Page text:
iPhone OS 4.0 SDK limits dev compiler choice; Adobe Flash CS5 scuppered before launch

Steve Jobs made plenty of noise yesterday about the 1,500+ new APIs for iPhone OS developers to play with in OS 4.0, but its taken some SDK sifting to turn up some of the less impressive changes.  A section of the iPhone Developer Program License Agreement has been amended to not only deny access to private APIs but also prescribe which languages can be used to create apps: C, C++ and Objective-C.  The change means that developers looking to use the Adobe Flash to iPhone compiler in the upcoming Flash Professional CS5 release will have to think again, together with those already using MonoTouch and Appcelerator.

"3.3.1 — Applications may only use Documented APIs in the manner prescribed by Apple and must not use or call any private APIs. Applications must be originally written in Objective-C, C, C++, or JavaScript as executed by the iPhone OS WebKit engine, and only code written in C, C++, and Objective-C may compile and directly link against the Documented APIs (e.g., Applications that link to Documented APIs through an intermediary translation or compatibility layer or tool are prohibited)."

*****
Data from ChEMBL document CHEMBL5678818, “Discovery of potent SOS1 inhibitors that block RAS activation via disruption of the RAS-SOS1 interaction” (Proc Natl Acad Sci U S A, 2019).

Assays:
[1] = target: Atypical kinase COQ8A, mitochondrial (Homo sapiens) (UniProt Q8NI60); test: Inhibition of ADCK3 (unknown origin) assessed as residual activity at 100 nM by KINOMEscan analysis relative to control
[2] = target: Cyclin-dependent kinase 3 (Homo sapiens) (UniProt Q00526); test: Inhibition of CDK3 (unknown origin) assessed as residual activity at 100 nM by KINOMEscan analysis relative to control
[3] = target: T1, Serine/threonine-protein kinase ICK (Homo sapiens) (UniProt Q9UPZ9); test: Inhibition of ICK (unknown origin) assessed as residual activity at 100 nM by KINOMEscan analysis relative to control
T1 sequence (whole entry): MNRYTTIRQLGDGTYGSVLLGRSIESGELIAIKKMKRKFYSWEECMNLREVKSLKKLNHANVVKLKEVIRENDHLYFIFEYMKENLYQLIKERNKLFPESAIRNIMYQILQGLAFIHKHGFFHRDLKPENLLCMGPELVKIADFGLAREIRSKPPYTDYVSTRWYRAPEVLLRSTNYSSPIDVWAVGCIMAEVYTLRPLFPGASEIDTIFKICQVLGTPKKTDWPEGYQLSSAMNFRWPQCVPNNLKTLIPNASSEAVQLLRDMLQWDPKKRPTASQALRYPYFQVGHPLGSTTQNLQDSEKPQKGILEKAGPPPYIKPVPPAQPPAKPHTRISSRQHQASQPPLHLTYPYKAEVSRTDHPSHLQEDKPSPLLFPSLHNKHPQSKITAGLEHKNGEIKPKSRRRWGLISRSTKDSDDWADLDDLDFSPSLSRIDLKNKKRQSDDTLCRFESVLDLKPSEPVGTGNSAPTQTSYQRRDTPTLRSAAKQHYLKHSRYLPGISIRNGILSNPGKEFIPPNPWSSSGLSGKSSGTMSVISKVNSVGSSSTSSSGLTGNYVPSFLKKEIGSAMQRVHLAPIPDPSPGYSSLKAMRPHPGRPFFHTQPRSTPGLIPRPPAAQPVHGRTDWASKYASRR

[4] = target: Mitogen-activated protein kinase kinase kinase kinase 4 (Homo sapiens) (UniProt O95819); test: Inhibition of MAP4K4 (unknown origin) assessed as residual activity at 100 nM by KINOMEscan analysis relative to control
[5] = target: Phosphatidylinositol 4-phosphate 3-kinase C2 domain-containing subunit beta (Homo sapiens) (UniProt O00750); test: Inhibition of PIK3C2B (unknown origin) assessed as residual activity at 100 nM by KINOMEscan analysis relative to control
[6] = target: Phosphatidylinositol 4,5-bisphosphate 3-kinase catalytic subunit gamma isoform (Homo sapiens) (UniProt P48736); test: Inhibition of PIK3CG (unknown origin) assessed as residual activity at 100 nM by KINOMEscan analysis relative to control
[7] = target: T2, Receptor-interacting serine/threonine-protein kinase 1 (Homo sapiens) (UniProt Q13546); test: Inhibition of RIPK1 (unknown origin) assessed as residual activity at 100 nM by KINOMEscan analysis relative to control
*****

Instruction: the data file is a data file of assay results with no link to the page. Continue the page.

The Flash to iPhone compiler has been Adobe's flagship feature in the imminent Flash Professional CS5 launch, and was being seen by many as the ideal way to work around Apple's ongoing reluctance – reiterated at the iPhone OS 4.0 event yesterday – to add native Flash support.  It's unclear at present how Apple will tell whether an app has been compiled in one of the now banned clients, though apparently the Flash to iPhone compiler does leave traces behind in the app bundle.

Apple has never exactly been the most flexible of companies when it comes to giving developers leeway, but this is being seen as a new leap in closing down avenues for coding.  Their motivation, it's suggested, is to prevent a third-party platform from becoming the de facto standard for programming apps not only for the iPhone but for cross-platform use; were that to happen, Apple could lose their own control over the developer community, and the iPhone OS would lose some of its appeal as a platform for which hundreds of thousands of apps were exclusively available.